It’s been a mediocre few years, if not a dozen, for the supposed number one bank in the U.S., Goldman Sachs Group Inc. (GS), under the leadership of CEO Lloyd Blankfein. Despite outperforming many of its competitors, the bank’s approximately 80% return over the 12 years that Blankfein has been in charge has lagged the S&P 500’s 120% return and fallen short of competitor JPMorgan Chase & Co.’s (JPM) 190% return over the same period. But with expectations that the bank’s captain will be stepping down, possibly this year, some analysts see a brighter future for the prestigious, yet beleaguered, investment bank, according to CNBC.

Handing Over the Reins

Last Friday, the Wall Street Journal reported that Blankfein would be stepping down “as soon as year’s end.” The bank’s shares initially took a dive on the news, but recovered and were up 1.4% after the report to a new record high for the bank. Goldman Sachs refused to comment on the validity of the report, but analysts have been expecting the move since at least 2015, when Blankfein was diagnosed with a treatable form of lymphoma, that his days were numbered.

Those expectations were reinforced on Monday after the bank announced that current co-president and chief financial officer (CFO) Harvey Schwartz would be retiring in April with David Solomon to assume his role. That makes Solomon the most likely successor to Blankfein when the day comes to hand over the reins. Goldman shares jumped on the news, closing nearly 1% higher at the end of trading on Monday. (To read more, see: Goldman CEO Lloyd Blankfein Prepares To Step Down By Year End.)

Meager Past, Bright Future

Respected bank analyst Dick Bove called the news that Blankfein was on the way out “wonderful,” while at the same time bemoaning the fact that it wasn’t happening sooner. Highlighting the bank’s poor earnings and revenue over the past decade, Bove expressed his wonderment on CNBC over how Blankfein could be “considered one of the best managers of American industry.” For being the supposed top bank in the U.S., Goldman has failed to keep up with the changing economic and technological environment.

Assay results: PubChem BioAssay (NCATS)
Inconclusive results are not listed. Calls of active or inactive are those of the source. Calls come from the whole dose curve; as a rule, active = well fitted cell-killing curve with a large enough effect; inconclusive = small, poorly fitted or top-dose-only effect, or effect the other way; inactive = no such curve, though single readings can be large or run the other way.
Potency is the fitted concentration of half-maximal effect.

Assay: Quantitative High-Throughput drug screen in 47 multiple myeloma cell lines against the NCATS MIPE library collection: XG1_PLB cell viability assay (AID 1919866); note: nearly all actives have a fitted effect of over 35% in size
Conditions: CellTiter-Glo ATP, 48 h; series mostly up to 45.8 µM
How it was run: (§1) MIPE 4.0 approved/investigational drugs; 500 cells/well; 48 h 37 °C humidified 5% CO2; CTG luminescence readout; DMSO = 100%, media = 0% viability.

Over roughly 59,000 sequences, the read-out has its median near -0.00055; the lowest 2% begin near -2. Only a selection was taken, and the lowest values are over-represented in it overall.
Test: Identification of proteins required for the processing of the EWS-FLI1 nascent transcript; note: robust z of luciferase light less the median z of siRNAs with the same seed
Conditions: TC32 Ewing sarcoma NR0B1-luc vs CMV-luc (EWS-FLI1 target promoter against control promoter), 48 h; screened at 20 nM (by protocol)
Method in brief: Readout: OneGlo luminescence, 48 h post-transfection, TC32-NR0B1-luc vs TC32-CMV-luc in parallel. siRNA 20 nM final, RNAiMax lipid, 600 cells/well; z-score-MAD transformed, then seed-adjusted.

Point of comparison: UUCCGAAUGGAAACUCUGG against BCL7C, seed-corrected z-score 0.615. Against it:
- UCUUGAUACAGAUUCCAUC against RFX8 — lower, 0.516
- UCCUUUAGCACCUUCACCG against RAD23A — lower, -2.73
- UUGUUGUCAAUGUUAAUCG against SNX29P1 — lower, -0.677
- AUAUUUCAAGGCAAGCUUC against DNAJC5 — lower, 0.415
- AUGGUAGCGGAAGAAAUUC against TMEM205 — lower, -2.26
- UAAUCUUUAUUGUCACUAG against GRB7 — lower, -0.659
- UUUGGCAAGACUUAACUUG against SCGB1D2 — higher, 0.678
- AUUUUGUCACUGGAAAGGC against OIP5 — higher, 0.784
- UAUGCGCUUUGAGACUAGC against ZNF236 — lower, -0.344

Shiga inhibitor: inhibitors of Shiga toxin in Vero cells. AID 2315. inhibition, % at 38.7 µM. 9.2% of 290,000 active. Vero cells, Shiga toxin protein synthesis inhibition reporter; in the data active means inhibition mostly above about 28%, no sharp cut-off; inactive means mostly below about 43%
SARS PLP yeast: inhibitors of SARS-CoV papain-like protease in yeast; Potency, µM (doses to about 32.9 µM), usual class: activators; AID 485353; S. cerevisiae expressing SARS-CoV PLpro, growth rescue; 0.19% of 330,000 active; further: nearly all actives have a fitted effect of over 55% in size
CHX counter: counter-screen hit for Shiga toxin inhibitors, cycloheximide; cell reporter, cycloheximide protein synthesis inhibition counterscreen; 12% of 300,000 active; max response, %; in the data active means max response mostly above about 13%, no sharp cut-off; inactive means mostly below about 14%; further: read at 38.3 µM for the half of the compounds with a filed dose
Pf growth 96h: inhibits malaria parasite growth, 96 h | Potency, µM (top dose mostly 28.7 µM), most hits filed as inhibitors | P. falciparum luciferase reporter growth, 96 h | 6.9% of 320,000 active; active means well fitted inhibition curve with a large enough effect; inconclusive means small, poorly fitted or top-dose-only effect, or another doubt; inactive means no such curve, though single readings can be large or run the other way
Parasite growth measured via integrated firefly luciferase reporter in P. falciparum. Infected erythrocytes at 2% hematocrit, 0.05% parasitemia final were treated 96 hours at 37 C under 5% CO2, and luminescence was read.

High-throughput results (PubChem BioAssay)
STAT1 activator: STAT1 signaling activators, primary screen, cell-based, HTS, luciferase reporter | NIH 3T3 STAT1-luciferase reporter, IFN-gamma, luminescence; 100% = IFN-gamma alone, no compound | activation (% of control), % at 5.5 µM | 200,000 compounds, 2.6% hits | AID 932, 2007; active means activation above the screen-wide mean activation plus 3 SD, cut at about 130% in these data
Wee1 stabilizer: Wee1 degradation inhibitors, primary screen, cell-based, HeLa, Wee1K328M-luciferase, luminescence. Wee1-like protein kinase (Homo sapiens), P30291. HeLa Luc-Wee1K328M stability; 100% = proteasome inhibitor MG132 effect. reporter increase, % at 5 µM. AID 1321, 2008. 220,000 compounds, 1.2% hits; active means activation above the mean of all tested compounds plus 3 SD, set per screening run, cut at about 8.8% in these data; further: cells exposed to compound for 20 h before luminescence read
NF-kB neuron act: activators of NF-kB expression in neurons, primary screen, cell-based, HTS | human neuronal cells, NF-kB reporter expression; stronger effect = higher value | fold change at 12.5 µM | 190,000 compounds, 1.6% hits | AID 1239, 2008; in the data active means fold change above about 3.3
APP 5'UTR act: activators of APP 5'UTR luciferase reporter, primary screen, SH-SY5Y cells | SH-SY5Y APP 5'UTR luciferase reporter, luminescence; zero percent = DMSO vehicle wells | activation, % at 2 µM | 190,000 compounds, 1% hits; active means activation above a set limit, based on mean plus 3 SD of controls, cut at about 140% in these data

While Bove’s optimism centers on Blankfein’s departure, other analysts less critical of the current CEO see the successor continuing the bank’s rather boring “long-term greedy” strategy of focusing on long-run value maximization. There are expectations that Goldman’s focus will be on refining its investment banking business and that it should expand through acquiring small competitors. (To read more, see: Goldman to Spend $2.5B to Buy Stakes in PE Firms.)

Cutting Blankfein some slack, no sooner did he begin his tenure than the U.S. banking system was mired in crisis, and the recession and increased financial regulation that followed did not make it easy for banks. But of course, considering that all U.S. banks had to deal with those problems, the title for being the nation’s number one bank should probably actually go to the bank with the number one performance.